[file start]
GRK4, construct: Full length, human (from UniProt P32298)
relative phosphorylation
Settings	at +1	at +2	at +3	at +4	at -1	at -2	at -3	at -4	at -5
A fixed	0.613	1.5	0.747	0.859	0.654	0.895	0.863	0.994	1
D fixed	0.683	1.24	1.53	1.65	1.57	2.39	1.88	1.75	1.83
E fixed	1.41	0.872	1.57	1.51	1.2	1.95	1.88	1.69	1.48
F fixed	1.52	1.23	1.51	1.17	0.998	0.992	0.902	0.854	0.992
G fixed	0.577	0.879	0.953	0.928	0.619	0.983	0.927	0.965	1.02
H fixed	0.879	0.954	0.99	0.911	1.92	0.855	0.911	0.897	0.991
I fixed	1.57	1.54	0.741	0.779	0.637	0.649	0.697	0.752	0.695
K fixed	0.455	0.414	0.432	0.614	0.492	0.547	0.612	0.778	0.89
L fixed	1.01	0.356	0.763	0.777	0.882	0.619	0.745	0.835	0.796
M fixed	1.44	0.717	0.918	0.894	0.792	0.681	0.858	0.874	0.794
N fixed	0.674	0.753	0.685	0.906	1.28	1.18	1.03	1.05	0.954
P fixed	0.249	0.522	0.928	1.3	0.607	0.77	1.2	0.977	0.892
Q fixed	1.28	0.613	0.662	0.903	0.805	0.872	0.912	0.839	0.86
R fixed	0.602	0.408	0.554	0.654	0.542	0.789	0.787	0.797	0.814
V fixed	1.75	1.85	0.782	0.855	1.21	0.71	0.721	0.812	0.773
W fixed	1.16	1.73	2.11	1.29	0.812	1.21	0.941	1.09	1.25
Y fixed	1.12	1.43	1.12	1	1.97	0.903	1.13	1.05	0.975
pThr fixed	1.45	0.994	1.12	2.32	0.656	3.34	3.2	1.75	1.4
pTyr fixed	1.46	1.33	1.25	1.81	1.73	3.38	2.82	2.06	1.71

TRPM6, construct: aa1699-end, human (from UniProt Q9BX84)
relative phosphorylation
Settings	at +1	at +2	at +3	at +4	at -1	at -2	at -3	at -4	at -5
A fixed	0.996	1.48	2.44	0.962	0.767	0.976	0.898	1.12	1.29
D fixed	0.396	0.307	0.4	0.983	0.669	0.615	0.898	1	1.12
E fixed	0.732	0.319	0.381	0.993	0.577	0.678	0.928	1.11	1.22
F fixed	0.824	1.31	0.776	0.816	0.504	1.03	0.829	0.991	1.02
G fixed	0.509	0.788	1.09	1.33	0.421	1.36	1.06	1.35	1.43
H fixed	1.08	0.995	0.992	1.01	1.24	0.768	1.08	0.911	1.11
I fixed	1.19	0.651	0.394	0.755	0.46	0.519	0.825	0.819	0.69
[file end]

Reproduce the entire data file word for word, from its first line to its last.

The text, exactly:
GRK4, construct: Full length, human (from UniProt P32298)
relative phosphorylation
Settings	at +1	at +2	at +3	at +4	at -1	at -2	at -3	at -4	at -5
A fixed	0.613	1.5	0.747	0.859	0.654	0.895	0.863	0.994	1
D fixed	0.683	1.24	1.53	1.65	1.57	2.39	1.88	1.75	1.83
E fixed	1.41	0.872	1.57	1.51	1.2	1.95	1.88	1.69	1.48
F fixed	1.52	1.23	1.51	1.17	0.998	0.992	0.902	0.854	0.992
G fixed	0.577	0.879	0.953	0.928	0.619	0.983	0.927	0.965	1.02
H fixed	0.879	0.954	0.99	0.911	1.92	0.855	0.911	0.897	0.991
I fixed	1.57	1.54	0.741	0.779	0.637	0.649	0.697	0.752	0.695
K fixed	0.455	0.414	0.432	0.614	0.492	0.547	0.612	0.778	0.89
L fixed	1.01	0.356	0.763	0.777	0.882	0.619	0.745	0.835	0.796
M fixed	1.44	0.717	0.918	0.894	0.792	0.681	0.858	0.874	0.794
N fixed	0.674	0.753	0.685	0.906	1.28	1.18	1.03	1.05	0.954
P fixed	0.249	0.522	0.928	1.3	0.607	0.77	1.2	0.977	0.892
Q fixed	1.28	0.613	0.662	0.903	0.805	0.872	0.912	0.839	0.86
R fixed	0.602	0.408	0.554	0.654	0.542	0.789	0.787	0.797	0.814
V fixed	1.75	1.85	0.782	0.855	1.21	0.71	0.721	0.812	0.773
W fixed	1.16	1.73	2.11	1.29	0.812	1.21	0.941	1.09	1.25
Y fixed	1.12	1.43	1.12	1	1.97	0.903	1.13	1.05	0.975
pThr fixed	1.45	0.994	1.12	2.32	0.656	3.34	3.2	1.75	1.4
pTyr fixed	1.46	1.33	1.25	1.81	1.73	3.38	2.82	2.06	1.71

TRPM6, construct: aa1699-end, human (from UniProt Q9BX84)
relative phosphorylation
Settings	at +1	at +2	at +3	at +4	at -1	at -2	at -3	at -4	at -5
A fixed	0.996	1.48	2.44	0.962	0.767	0.976	0.898	1.12	1.29
D fixed	0.396	0.307	0.4	0.983	0.669	0.615	0.898	1	1.12
E fixed	0.732	0.319	0.381	0.993	0.577	0.678	0.928	1.11	1.22
F fixed	0.824	1.31	0.776	0.816	0.504	1.03	0.829	0.991	1.02
G fixed	0.509	0.788	1.09	1.33	0.421	1.36	1.06	1.35	1.43
H fixed	1.08	0.995	0.992	1.01	1.24	0.768	1.08	0.911	1.11
I fixed	1.19	0.651	0.394	0.755	0.46	0.519	0.825	0.819	0.69